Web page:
Thinking, Fast and Slow by Daniel Kahneman
Note: I don’t review substandard books. I read a lot. I don’t have a lot of time to review books, so what I do share, I’m sharing because the book has been very influential and helpful to me in my life, and I believe it will also help others. If you are a marketer or entrepreneur, these are must reads.
- Buy the book >>
- My Goodreads Rating: 5 out of 5 stars
- You’ve already heard most of what’s in this book, you just didn’t realize it all came from one guy.
- #kahneman hashtag on Twitter
- Tags: Behavioral economics, psychology, marketing, sales, managing, HR, people, relationships, thinking, understanding yourself, others, your business, why people buy from you and why they don’t.
How to know if this book can help you:
- The world confuses you.
- People confuse you.
- You know everything and are rational in all your thoughts and decisions.
- You’re into using data and science to improve your business.
- Your job involves marketing.
- Your job involves interacting with people.
- You are a writer and want to know how to create more compelling content.
- You enjoy thinking about how people think.
- You manage a company, department, or team.
- You work in marketing or sales.
Have you ever had the experience of embracing a concept or idea as a truism that has been passed on to you from an anonymous source, and which has been reinforced through experience and the second hand common wisdom of the masses, only to one day read a book and discover who it was who discovered that idea, and how they did it? Perhaps you thought “Ah ha! I’ve always loved this idea, but I had no idea where it came from, now I know!” Then be prepared for that to happen 20 or more times as you read this book. A few examples:
- Anchoring. Think of a number between 100 and 200. Now, how much would you pay for a yearly Amazon Prime membership? Whatever your answer happens to be, it’s higher than what it would be if I had asked you to think of a number between 10 and 20. When we are exposed to a number or set of numbers, and then asked a question involving other numbers, even if the first set of numbers has no relation whatever to the question, it will affect how we respond. Who proved this through scientific experiment? Daniel Kahneman (and his late partner in crime, Amos Tversky).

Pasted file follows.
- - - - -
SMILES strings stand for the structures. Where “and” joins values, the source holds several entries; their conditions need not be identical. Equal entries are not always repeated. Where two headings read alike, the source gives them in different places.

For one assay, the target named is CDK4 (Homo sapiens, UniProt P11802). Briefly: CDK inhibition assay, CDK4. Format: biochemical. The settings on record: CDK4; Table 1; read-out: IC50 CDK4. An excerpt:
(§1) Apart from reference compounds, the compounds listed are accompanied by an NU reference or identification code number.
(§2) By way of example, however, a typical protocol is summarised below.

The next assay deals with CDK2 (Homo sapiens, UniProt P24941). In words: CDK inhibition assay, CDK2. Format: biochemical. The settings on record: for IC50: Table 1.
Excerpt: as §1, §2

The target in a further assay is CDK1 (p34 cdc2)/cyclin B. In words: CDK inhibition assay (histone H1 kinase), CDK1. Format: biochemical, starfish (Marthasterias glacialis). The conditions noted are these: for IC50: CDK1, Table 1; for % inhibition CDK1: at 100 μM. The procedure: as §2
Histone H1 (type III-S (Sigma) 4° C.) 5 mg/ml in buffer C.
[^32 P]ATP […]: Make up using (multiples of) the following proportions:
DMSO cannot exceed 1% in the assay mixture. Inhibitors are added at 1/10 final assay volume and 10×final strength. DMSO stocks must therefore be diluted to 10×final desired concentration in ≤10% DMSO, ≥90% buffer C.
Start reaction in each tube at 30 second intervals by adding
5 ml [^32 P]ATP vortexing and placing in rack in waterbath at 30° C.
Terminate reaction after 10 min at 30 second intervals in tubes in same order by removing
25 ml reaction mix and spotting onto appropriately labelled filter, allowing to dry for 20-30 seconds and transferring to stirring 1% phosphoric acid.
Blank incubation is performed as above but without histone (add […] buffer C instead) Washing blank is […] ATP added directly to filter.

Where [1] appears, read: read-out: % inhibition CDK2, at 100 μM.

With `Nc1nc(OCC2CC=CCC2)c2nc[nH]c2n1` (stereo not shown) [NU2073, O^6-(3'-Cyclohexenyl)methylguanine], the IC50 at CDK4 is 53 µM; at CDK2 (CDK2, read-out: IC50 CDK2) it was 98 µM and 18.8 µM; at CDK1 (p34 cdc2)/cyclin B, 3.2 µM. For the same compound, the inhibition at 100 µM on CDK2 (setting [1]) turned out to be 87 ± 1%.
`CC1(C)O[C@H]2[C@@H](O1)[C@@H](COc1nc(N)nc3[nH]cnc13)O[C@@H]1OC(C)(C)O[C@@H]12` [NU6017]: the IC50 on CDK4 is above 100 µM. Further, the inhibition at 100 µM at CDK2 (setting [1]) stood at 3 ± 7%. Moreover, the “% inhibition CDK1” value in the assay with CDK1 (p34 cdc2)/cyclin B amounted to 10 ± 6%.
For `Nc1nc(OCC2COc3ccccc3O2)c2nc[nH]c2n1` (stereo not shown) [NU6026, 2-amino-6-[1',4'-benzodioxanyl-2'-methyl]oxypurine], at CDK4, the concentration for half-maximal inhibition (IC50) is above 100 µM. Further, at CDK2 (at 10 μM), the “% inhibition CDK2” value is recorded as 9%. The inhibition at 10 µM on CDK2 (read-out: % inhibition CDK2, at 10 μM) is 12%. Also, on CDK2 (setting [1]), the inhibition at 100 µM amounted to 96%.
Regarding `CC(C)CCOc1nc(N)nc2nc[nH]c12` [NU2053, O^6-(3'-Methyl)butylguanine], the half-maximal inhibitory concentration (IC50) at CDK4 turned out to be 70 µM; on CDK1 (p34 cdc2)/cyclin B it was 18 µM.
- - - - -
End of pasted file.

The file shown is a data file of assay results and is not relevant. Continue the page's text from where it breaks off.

- Loss aversion. Studies show people care about avoiding loss about twice as much as they care about getting something. Who came up with this theory and proved it? Kahneman.
- Planning fallacy. According to Wikipedia, the planning fallacy is “a phenomenon in which predictions about how much time will be needed to complete a future task display an optimistic bias (underestimate the time needed). This phenomenon occurs regardless of the individual’s knowledge that past tasks of a similar nature have taken longer to complete than generally planned.” Every been involved with an engineering project? Then you’ve experienced this. You have Kahneman to thank for it being a recognized psychological thing.
What’s fascinating about the book is how many of these types of things came from the work of Kahneman and his cohorts. As you read the book, you’ll recognize theories you’ve heard about all your life, and by the end you’ll be saying “I can’t believe this one guy was involved in all this stuff!” The next thought you’ll have is “I need to read this again and figure out how to really apply it to what I do.” Read the book, but have a spreadsheet or piece of paper handy to write down your ideas about how you can apply Kahneman’s work to your own work. I guarantee you’ll have more ideas than you know what to do with.
The be fair, what’s in this book was a team effort. Amos Tversky, Kahneman’s friend and partner in crime, died in 1996 at the age of 59. Had Tversky lived, he would have shared the Nobel Peace Prize Kahneman won.